A few weeks before heading to Europe on the latest leg of their tour, Greta Van Fleet got some good news. In what’s already been a huge year for the buzzed-about rock outfit from Frankenmuth, Michigan, they were optimistic about their third trip to the continent and were in the middle of putting the finishing touches on their live show ahead of the release of their debut album, Anthem Of The Peaceful Army, which dropped on 19 October 2018. Everything was going smoothly, then they got an unexpected call from their manager, who had just spoken with their booking agent.
“The rooms were upgraded from 3,000 to 6,000 capacity,” guitarist Jake Kiszka recalls of the moment when venues got switched to accommodate demand. “It’s totally unexpected to get that attention immediately. And it’s sold out.”
Listen to Anthem Of The Peaceful Army right now.
For a band that’s been the focus for many rock fans in recent years, this news shouldn’t be too surprising. While traditional rock has taken the back seat on the charts in recent years, Greta Van Fleet is a hard-rocking throwback to when the titans of rock reached near-mythic status, with larger-than-life singers, heavy-riffing guitarists and pummelling drums.
Despite their classic rock-inspired sound, many of the members weren’t even old enough to drink when the band first started, in 2012. Comprised of three brothers, Jake, Josh and Same Kiszka, plus Daniel Wagner on drums, the group started their musical journey when most kids were still learning their ABCs.
“Doing what’s organic to us”
Having first picked up a guitar at the ripe old age of three, Jake Kiszka was nine when he first started playing music as a duo with his brother Josh. In the early days, the brothers would trade vocals, with Jake playing guitar and Josh banging away on the drums.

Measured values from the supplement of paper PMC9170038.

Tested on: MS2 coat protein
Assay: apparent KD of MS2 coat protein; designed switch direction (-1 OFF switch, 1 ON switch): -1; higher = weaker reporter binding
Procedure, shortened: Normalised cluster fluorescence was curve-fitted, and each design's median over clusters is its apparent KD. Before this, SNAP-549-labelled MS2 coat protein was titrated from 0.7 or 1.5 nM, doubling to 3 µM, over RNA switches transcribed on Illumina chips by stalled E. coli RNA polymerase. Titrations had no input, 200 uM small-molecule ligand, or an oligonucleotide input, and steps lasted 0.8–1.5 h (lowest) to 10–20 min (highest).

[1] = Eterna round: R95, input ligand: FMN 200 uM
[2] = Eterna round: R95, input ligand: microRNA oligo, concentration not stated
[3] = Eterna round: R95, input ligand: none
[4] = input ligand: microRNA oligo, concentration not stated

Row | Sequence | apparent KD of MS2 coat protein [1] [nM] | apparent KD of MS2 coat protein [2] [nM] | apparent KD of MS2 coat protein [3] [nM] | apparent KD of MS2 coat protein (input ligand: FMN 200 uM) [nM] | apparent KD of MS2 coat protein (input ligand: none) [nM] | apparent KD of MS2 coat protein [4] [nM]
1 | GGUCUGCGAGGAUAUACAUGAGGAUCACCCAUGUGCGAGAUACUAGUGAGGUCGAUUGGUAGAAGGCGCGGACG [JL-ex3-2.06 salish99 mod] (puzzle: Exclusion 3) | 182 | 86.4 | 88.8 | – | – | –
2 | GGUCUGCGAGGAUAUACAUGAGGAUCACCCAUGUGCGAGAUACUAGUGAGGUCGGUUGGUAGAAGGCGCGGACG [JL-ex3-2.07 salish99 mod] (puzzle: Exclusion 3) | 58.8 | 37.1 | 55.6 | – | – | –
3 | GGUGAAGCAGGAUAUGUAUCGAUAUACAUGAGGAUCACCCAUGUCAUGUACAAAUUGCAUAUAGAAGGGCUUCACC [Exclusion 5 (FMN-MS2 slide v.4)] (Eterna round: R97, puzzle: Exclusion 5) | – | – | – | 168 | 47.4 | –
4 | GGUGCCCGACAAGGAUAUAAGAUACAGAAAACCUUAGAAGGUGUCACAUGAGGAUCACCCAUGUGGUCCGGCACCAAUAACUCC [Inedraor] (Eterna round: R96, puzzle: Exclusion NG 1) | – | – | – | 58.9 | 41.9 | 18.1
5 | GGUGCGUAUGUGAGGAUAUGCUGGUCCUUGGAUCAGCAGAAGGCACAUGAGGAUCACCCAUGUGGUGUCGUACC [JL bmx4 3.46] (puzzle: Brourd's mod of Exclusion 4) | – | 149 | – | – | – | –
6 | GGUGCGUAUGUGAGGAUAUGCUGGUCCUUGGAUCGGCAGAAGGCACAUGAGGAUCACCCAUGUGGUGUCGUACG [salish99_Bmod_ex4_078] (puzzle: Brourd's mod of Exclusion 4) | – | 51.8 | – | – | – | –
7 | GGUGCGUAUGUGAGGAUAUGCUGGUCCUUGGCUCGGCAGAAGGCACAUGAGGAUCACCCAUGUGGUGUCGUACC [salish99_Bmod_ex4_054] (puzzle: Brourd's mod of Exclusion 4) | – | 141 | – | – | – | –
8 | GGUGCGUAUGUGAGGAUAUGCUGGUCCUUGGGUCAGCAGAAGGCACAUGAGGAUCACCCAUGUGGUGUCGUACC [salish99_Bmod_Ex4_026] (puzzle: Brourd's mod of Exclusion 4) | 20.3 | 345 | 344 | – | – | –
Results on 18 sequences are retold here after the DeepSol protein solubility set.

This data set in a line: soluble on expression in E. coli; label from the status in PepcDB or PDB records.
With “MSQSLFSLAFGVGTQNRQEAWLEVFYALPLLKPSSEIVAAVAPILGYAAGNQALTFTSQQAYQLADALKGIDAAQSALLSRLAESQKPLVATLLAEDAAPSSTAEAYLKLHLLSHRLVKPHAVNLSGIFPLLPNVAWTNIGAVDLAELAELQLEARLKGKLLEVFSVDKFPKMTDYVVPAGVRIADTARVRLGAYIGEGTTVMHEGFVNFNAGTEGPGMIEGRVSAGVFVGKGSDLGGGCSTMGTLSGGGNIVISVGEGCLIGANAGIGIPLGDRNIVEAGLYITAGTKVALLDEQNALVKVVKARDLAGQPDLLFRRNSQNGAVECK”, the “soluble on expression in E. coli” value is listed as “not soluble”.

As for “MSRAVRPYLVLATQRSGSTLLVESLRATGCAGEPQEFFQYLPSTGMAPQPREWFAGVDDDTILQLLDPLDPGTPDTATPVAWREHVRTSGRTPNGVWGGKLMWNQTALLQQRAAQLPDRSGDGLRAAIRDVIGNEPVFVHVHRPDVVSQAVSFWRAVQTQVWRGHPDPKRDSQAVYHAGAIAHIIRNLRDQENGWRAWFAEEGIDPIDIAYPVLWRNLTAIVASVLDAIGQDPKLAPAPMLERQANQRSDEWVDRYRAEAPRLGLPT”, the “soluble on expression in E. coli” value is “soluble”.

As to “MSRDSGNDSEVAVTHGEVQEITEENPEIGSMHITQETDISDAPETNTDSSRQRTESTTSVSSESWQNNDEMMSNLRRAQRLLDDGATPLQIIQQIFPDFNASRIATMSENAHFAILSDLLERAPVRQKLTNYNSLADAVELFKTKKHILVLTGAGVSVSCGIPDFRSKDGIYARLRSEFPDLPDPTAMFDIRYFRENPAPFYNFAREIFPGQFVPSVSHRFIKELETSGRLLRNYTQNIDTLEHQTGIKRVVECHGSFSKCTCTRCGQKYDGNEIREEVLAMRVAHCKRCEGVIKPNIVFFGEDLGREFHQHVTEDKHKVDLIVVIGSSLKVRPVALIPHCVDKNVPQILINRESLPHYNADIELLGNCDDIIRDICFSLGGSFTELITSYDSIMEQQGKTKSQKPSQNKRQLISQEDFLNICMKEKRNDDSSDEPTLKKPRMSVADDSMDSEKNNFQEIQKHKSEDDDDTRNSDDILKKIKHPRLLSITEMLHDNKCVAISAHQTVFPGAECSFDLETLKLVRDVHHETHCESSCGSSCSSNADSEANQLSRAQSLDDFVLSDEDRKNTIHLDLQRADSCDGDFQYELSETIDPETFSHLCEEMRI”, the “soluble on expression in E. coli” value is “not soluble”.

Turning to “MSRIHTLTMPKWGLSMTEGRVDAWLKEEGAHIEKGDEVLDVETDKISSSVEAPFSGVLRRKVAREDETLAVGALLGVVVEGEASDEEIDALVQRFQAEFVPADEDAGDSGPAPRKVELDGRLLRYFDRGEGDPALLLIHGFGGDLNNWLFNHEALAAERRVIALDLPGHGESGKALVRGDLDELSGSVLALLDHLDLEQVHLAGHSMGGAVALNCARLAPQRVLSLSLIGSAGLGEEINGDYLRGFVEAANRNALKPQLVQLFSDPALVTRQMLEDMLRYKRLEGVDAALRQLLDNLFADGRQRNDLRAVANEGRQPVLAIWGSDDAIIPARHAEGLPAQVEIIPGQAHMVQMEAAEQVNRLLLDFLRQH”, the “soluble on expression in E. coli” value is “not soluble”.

“My very first guitar I inherited from my grandma,” Jake recalls. “She had one sitting in her basement and we’d go downstairs and play it. Other than playing my dad’s instruments (a guitar and a bass) I learned enough on [the guitar] that I convinced my dad to get me a Yamaha.”
As the sons of a chemist father and science-teacher mother, the Kiszka brothers spent hundreds of hours playing music in their parents’ basement, which was surrounded by instruments. They grew up listening to traditional roots, folk, R&B, soul and blues albums that arrived courtesy of an older aunt (“I’m not sure if the records were put out there on purpose or not,” Jake jokes), beginning with Willie Dixon, Elmore James, Howlin’ Wolf, Muddy Waters and John Lee Hooker before moving on to rockers such as Cream, Bob Dylan and The Beatles. Kiszka would listen to those records and try to replicate what he heard. Even as pre-teens, the duo kept rock-star hours, often playing until the wee hours of the evening.
“Music wasn’t something that was forced on us,” Jake says of his parents’ child-rearing style. “It was given as an option. They were really instrumental in supporting and giving us the utilities to play. Having a guitar and having things to listen to.”
Jake is thankful that he and his brother got to jam out late at such a young age, even if it was considered odd by their small-town neighbours. This practice gave them what he says was an unfair reputation and “was frowned upon in a standard community”. However, it was this creative freedom that prepared the brothers for the fast-track of a life in rock’n’roll, and they were ready before they even realised it.
By 2012, the brothers were ready to rock. When it came to naming the band, the group were inspired after hearing of a local resident, 87-year-old Gretna Van Fleet, and got her blessing to use a variation of her name. After recruiting their younger brother, Sam, to play bass, and adding Kyle Hauck on drums, Greta Van Fleet band was in full form, just around the time they started shaving.